RCB Library Notes
A wealth of information from a West of Ireland parish archive
Our Archive of the Month for September is an exploration of Parish No.1218, a collection of material from the east county Galway parish, Ahascragh. Hand–delivered to the RCB Library by the Revd John Godfrey in 2021, the collection of records from Ahascragh parish remains the most recent acquisition of parish material to be received by the RCB Library, bringing the total number of parish collections to an impressive 1,218. The aim of this article is to give an insight into the wealth of information available within parish collections and the potential that they have as a source for local history and human–interest stories. The full piece can be read on Archive of the Month blog at www.ireland.anglican.org/library/archive
The article focuses on the evolution of St Catherine’s Church, Ahascragh, by drawing on vestry minute books, account books, drawings and plans as well as the Church of Ireland Gazette (the archives of which are fully digitised and available from 1856 to 2010 at https://esearch.informa.ie/rcb). These records dating from the early 19th century describe how the parish and the wider locality was run and document the local people who were involved with its administration. The big landowning families of the time were often heavily involved with their nearest Church of Ireland parish, and this was no different for the village of Ahascragh and the families of the Barons Clonbrock (Dillon) and Mahons of Castlegar. These names made frequent appearances in all records relating to Ahascragh from baptismal registers, church ground plans, and the register of vestrymen throughout the 19th and 20th centuries. The collection also contains a register with a record of timber given to tenants in the 19th century, which shows how records from estates could double up as parish records.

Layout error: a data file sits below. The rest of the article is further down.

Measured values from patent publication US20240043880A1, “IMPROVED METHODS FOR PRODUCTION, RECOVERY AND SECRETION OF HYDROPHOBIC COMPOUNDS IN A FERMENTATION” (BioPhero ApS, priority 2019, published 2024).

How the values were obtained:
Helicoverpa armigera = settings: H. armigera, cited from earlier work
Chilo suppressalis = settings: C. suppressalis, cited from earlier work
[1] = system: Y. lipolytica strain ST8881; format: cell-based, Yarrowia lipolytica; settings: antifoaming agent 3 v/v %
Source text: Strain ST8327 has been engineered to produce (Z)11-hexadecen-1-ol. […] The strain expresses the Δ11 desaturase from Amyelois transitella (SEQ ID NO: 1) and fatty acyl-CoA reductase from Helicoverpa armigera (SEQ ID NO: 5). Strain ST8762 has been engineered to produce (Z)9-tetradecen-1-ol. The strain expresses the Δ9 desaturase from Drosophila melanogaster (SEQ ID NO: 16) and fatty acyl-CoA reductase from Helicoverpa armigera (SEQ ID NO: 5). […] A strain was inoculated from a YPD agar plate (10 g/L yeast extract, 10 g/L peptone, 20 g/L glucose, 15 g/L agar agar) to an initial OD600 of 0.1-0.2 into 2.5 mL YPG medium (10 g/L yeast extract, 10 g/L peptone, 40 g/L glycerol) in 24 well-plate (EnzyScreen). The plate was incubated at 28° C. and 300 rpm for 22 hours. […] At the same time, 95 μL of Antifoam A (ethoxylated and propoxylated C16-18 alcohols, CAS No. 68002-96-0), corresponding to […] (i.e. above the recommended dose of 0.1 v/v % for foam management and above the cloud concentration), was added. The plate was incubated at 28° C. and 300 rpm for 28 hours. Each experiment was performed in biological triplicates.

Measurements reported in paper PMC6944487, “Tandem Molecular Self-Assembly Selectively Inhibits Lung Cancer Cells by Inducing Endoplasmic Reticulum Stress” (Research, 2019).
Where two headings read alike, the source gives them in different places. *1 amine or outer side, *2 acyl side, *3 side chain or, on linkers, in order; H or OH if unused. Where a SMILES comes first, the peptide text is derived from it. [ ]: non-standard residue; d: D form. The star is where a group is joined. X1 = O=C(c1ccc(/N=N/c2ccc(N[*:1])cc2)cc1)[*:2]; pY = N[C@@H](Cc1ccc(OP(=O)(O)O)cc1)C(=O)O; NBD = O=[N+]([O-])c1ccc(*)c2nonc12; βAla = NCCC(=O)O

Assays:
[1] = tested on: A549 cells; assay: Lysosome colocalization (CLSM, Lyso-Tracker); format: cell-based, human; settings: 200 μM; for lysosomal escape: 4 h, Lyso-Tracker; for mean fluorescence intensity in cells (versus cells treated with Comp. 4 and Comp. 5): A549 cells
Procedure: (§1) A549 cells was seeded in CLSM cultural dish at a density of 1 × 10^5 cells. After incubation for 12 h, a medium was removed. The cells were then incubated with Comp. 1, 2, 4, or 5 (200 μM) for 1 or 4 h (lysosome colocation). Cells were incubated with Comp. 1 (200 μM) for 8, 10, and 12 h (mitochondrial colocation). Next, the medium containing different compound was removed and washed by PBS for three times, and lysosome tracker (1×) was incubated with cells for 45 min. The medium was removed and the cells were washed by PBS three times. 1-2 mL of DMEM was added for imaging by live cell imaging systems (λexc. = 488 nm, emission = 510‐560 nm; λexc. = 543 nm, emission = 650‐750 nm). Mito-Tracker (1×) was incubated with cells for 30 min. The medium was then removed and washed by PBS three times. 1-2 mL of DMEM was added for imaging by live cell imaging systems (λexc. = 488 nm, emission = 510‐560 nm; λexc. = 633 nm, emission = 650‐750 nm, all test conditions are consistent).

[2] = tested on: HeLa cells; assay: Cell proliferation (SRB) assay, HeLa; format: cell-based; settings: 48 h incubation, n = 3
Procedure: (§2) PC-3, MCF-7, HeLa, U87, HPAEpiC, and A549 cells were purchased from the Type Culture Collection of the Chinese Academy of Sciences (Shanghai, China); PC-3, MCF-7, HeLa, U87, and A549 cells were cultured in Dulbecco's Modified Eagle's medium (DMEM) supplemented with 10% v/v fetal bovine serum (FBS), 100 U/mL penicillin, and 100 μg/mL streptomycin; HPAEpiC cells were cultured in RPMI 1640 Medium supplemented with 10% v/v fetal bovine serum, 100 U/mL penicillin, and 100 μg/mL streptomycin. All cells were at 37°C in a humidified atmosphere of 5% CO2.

An unusual document included in the collection is a copy of a typescript account from the late Ethel L. Dillon, daughter of Luke Dillon, the 4th Baron Clonbrock. In this account, she describes the aftermath of the burning of Ahascragh Church on the night of 9th July 1922 by a group of unknown persons suspected to be Anti–Treaty republicans. The account reveals how this tragedy affected a local Protestant family during the Irish Civil War. The building was subsequently reconstructed and it continues to be open for regular public worship.
Dr Susan Hood, Librarian and Archivist remarks: “The listing and accessioning work on the Library’s most recent parish collection is the first to be carried out by Aisling Irwin in her new role at the Library as Assistant Archivist, and we are grateful for her thorough analysis of the content.”
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